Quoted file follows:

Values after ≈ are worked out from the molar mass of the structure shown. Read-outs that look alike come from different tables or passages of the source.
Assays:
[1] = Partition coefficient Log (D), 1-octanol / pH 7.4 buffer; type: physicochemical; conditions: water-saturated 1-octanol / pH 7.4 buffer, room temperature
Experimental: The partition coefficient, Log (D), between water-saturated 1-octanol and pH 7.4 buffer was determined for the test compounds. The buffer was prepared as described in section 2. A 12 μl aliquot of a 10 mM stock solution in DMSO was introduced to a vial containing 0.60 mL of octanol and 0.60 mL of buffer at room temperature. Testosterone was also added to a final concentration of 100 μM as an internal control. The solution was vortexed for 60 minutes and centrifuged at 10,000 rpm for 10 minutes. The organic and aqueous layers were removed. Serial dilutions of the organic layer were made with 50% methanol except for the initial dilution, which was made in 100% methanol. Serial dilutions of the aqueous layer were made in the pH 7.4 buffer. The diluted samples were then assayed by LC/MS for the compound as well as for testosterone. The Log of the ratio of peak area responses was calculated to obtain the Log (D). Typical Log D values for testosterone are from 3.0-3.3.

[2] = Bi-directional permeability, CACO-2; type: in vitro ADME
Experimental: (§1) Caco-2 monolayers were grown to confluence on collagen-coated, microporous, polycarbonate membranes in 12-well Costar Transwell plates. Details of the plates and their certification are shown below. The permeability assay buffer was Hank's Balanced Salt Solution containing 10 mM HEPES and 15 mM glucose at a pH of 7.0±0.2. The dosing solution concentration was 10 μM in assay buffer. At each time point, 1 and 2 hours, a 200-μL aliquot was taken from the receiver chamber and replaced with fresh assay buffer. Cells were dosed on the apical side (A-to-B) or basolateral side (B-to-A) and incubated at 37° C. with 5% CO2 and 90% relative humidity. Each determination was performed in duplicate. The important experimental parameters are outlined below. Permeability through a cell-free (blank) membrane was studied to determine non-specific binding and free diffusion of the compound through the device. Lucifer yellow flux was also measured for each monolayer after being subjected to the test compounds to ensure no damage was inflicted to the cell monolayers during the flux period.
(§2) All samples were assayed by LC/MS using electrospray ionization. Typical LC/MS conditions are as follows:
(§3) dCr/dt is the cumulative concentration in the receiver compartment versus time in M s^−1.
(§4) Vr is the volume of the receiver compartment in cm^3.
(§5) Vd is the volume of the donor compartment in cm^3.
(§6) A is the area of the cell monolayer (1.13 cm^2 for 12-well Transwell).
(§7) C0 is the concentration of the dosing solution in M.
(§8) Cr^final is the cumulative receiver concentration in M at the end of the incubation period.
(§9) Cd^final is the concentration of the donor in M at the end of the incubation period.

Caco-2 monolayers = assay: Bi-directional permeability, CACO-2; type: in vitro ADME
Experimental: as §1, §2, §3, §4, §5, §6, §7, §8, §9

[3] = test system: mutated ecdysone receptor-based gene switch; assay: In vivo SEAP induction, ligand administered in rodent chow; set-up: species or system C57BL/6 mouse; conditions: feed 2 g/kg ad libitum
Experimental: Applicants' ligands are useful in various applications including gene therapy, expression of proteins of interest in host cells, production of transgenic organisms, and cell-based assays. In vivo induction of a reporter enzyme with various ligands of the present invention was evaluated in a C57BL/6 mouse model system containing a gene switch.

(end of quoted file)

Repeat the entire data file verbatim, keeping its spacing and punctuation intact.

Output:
Values after ≈ are worked out from the molar mass of the structure shown. Read-outs that look alike come from different tables or passages of the source.
Assays:
[1] = Partition coefficient Log (D), 1-octanol / pH 7.4 buffer; type: physicochemical; conditions: water-saturated 1-octanol / pH 7.4 buffer, room temperature
Experimental: The partition coefficient, Log (D), between water-saturated 1-octanol and pH 7.4 buffer was determined for the test compounds. The buffer was prepared as described in section 2. A 12 μl aliquot of a 10 mM stock solution in DMSO was introduced to a vial containing 0.60 mL of octanol and 0.60 mL of buffer at room temperature. Testosterone was also added to a final concentration of 100 μM as an internal control. The solution was vortexed for 60 minutes and centrifuged at 10,000 rpm for 10 minutes. The organic and aqueous layers were removed. Serial dilutions of the organic layer were made with 50% methanol except for the initial dilution, which was made in 100% methanol. Serial dilutions of the aqueous layer were made in the pH 7.4 buffer. The diluted samples were then assayed by LC/MS for the compound as well as for testosterone. The Log of the ratio of peak area responses was calculated to obtain the Log (D). Typical Log D values for testosterone are from 3.0-3.3.

[2] = Bi-directional permeability, CACO-2; type: in vitro ADME
Experimental: (§1) Caco-2 monolayers were grown to confluence on collagen-coated, microporous, polycarbonate membranes in 12-well Costar Transwell plates. Details of the plates and their certification are shown below. The permeability assay buffer was Hank's Balanced Salt Solution containing 10 mM HEPES and 15 mM glucose at a pH of 7.0±0.2. The dosing solution concentration was 10 μM in assay buffer. At each time point, 1 and 2 hours, a 200-μL aliquot was taken from the receiver chamber and replaced with fresh assay buffer. Cells were dosed on the apical side (A-to-B) or basolateral side (B-to-A) and incubated at 37° C. with 5% CO2 and 90% relative humidity. Each determination was performed in duplicate. The important experimental parameters are outlined below. Permeability through a cell-free (blank) membrane was studied to determine non-specific binding and free diffusion of the compound through the device. Lucifer yellow flux was also measured for each monolayer after being subjected to the test compounds to ensure no damage was inflicted to the cell monolayers during the flux period.
(§2) All samples were assayed by LC/MS using electrospray ionization. Typical LC/MS conditions are as follows:
(§3) dCr/dt is the cumulative concentration in the receiver compartment versus time in M s^−1.
(§4) Vr is the volume of the receiver compartment in cm^3.
(§5) Vd is the volume of the donor compartment in cm^3.
(§6) A is the area of the cell monolayer (1.13 cm^2 for 12-well Transwell).
(§7) C0 is the concentration of the dosing solution in M.
(§8) Cr^final is the cumulative receiver concentration in M at the end of the incubation period.
(§9) Cd^final is the concentration of the donor in M at the end of the incubation period.

Caco-2 monolayers = assay: Bi-directional permeability, CACO-2; type: in vitro ADME
Experimental: as §1, §2, §3, §4, §5, §6, §7, §8, §9

[3] = test system: mutated ecdysone receptor-based gene switch; assay: In vivo SEAP induction, ligand administered in rodent chow; set-up: species or system C57BL/6 mouse; conditions: feed 2 g/kg ad libitum
Experimental: Applicants' ligands are useful in various applications including gene therapy, expression of proteins of interest in host cells, production of transgenic organisms, and cell-based assays. In vivo induction of a reporter enzyme with various ligands of the present invention was evaluated in a C57BL/6 mouse model system containing a gene switch.